John Sutherland was elected as one of the Communist councillors for Bowhill on the Fife County Council in the 1930s. If Fife was a Communist stronghold, Bowhill was its beating heart. Sutherland’s election was a by-product of a mood that had been brooding for over a decade and began a period of solid support at the polls for Communist Party.
In 1919, it had been John Bird who had been the rank-and-file leader who had led the Bowhill miners on strike for a shorter working week, Bowhill was the largest pit in the area and some two thousand miners marched to the Dunfermline union offices to demand support. In 1920, Bowhill engaged in a major dispute, from July to November, with little help from the official union. A measure of their determination and support in the community was that the local branch strike committee even produced its own currency for the duration of the dispute. (see picture)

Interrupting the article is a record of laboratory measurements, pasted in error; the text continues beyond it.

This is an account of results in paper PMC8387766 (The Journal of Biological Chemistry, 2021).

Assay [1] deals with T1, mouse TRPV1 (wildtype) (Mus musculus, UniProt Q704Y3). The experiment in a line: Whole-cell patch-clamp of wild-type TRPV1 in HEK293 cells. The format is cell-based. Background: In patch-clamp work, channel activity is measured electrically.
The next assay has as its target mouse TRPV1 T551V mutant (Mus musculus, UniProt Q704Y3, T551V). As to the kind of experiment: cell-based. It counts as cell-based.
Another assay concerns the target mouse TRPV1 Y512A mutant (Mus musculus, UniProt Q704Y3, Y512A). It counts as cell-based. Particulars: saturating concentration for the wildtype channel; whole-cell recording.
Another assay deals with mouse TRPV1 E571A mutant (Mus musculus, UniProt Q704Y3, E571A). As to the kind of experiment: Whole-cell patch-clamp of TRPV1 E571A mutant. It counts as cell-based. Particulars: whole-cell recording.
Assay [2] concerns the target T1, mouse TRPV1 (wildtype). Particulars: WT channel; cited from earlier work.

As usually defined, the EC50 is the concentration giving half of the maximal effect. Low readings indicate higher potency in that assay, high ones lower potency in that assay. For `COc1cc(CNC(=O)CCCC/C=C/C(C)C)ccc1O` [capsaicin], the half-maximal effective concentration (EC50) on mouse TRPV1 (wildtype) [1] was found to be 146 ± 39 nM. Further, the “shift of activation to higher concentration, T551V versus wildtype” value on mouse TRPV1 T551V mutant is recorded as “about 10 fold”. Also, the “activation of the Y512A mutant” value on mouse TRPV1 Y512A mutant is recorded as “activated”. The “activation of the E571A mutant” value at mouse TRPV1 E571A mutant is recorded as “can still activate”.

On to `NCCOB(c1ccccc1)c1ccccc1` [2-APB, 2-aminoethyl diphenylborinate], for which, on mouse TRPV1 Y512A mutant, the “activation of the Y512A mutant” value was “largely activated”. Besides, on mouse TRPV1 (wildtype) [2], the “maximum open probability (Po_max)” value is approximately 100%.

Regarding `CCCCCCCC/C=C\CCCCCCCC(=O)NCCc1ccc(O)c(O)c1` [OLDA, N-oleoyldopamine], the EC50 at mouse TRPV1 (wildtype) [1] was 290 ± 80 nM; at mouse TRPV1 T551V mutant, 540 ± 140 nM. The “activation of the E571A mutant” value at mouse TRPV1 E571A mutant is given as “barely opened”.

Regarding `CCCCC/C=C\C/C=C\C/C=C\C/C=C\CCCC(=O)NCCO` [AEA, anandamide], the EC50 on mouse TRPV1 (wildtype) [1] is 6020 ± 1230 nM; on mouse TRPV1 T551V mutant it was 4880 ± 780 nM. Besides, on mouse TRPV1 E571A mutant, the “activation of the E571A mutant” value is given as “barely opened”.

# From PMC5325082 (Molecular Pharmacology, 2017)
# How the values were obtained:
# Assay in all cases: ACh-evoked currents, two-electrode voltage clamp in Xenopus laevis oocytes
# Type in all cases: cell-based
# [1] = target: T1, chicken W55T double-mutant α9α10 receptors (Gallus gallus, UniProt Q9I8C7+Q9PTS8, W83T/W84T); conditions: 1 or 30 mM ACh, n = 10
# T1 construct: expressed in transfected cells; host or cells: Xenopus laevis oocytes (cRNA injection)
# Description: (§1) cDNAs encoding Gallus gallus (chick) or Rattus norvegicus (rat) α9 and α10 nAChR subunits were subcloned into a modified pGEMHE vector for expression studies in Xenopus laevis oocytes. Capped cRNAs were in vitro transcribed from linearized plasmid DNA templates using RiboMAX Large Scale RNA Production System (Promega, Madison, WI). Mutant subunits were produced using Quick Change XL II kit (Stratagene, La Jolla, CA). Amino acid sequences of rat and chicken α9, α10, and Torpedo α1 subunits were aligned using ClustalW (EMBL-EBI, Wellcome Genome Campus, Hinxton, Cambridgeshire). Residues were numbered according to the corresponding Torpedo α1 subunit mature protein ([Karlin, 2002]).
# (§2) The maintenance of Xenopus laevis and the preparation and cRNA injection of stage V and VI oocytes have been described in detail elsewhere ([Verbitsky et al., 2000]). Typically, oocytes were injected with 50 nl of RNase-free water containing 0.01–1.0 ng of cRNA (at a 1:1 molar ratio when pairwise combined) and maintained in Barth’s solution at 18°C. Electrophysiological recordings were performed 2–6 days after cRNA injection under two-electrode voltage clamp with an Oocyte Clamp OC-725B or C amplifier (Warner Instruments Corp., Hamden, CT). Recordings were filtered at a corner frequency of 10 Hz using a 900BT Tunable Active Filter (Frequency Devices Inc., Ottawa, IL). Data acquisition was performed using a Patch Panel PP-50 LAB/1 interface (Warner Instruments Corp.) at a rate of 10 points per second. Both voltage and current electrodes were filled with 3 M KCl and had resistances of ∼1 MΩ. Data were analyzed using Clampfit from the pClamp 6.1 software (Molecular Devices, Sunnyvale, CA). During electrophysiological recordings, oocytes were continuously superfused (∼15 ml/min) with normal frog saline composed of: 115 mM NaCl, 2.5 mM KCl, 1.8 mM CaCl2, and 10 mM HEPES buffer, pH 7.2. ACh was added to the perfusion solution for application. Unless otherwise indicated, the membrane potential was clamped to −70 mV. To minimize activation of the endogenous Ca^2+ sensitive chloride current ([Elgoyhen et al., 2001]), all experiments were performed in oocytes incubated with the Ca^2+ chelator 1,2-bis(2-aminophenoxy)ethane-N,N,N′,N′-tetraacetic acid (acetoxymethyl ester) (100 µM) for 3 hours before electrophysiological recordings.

When in 1921, the whole of the Fife coalfields was subject to military occupation, the village of Bowhill se residents did not merely engage in struggle at the pit but marched en masse as a community to a nearby railway station junction, when the railwaymen’s leaders called off the Triple Alliance to disrupt the yard’s operations.
Bird was an elected councilor in the area when a terrible tragedy at the Fife Coalfield Company No 2 Pit of the Bowhill Collieries. On 31st October 1931, ten men who were employed removing a fan were killed as the result of an ignition of methane gas.
John Bird, who was one of the rescuers, described the finding the bodies by the four masked safety men who were able to work ahead in the poisoned atmosphere over some hours. “The safety men,” said Councillor Bird, “had to crawl on their hands and knees in order to reach them. To their horror they found nine men huddled together in a corner, while the tenth man was some distance off, having apparently been hurled away from the others by the force of the explosion.”